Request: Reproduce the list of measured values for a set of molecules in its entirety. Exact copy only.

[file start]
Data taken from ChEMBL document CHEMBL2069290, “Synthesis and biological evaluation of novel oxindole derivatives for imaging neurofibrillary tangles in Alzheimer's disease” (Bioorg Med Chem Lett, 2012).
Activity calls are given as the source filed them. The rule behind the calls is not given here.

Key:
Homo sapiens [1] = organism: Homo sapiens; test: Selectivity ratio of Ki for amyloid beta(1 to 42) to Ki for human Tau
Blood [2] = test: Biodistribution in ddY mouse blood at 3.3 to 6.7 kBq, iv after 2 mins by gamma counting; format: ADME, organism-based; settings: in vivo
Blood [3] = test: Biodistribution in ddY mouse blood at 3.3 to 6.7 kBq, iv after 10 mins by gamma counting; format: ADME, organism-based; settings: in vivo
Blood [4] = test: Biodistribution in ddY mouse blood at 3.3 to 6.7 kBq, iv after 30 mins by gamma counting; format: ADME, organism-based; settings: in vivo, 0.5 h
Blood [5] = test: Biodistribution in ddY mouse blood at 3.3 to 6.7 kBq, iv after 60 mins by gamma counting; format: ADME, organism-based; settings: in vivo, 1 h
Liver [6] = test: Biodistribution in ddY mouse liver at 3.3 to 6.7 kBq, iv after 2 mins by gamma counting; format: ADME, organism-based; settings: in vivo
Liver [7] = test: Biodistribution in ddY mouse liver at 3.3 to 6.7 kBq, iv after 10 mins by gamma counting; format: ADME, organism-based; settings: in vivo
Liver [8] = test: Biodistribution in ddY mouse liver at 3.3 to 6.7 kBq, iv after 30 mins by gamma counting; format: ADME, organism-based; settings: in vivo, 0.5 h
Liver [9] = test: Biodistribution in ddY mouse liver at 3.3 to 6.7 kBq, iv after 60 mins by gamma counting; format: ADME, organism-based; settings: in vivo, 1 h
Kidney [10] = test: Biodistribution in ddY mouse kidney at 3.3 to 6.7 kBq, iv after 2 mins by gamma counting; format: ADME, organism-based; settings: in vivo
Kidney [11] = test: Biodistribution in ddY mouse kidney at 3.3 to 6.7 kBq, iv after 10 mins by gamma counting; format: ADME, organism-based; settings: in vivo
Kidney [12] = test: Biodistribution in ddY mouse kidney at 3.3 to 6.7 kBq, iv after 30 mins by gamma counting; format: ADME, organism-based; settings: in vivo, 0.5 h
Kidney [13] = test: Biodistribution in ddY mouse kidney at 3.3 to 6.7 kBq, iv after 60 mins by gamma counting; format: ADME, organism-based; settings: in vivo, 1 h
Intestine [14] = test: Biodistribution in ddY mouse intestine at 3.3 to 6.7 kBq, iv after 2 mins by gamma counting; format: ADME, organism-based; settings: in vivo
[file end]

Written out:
Data taken from ChEMBL document CHEMBL2069290, “Synthesis and biological evaluation of novel oxindole derivatives for imaging neurofibrillary tangles in Alzheimer's disease” (Bioorg Med Chem Lett, 2012).
Activity calls are given as the source filed them. The rule behind the calls is not given here.

Key:
Homo sapiens [1] = organism: Homo sapiens; test: Selectivity ratio of Ki for amyloid beta(1 to 42) to Ki for human Tau
Blood [2] = test: Biodistribution in ddY mouse blood at 3.3 to 6.7 kBq, iv after 2 mins by gamma counting; format: ADME, organism-based; settings: in vivo
Blood [3] = test: Biodistribution in ddY mouse blood at 3.3 to 6.7 kBq, iv after 10 mins by gamma counting; format: ADME, organism-based; settings: in vivo
Blood [4] = test: Biodistribution in ddY mouse blood at 3.3 to 6.7 kBq, iv after 30 mins by gamma counting; format: ADME, organism-based; settings: in vivo, 0.5 h
Blood [5] = test: Biodistribution in ddY mouse blood at 3.3 to 6.7 kBq, iv after 60 mins by gamma counting; format: ADME, organism-based; settings: in vivo, 1 h
Liver [6] = test: Biodistribution in ddY mouse liver at 3.3 to 6.7 kBq, iv after 2 mins by gamma counting; format: ADME, organism-based; settings: in vivo
Liver [7] = test: Biodistribution in ddY mouse liver at 3.3 to 6.7 kBq, iv after 10 mins by gamma counting; format: ADME, organism-based; settings: in vivo
Liver [8] = test: Biodistribution in ddY mouse liver at 3.3 to 6.7 kBq, iv after 30 mins by gamma counting; format: ADME, organism-based; settings: in vivo, 0.5 h
Liver [9] = test: Biodistribution in ddY mouse liver at 3.3 to 6.7 kBq, iv after 60 mins by gamma counting; format: ADME, organism-based; settings: in vivo, 1 h
Kidney [10] = test: Biodistribution in ddY mouse kidney at 3.3 to 6.7 kBq, iv after 2 mins by gamma counting; format: ADME, organism-based; settings: in vivo
Kidney [11] = test: Biodistribution in ddY mouse kidney at 3.3 to 6.7 kBq, iv after 10 mins by gamma counting; format: ADME, organism-based; settings: in vivo
Kidney [12] = test: Biodistribution in ddY mouse kidney at 3.3 to 6.7 kBq, iv after 30 mins by gamma counting; format: ADME, organism-based; settings: in vivo, 0.5 h
Kidney [13] = test: Biodistribution in ddY mouse kidney at 3.3 to 6.7 kBq, iv after 60 mins by gamma counting; format: ADME, organism-based; settings: in vivo, 1 h
Intestine [14] = test: Biodistribution in ddY mouse intestine at 3.3 to 6.7 kBq, iv after 2 mins by gamma counting; format: ADME, organism-based; settings: in vivo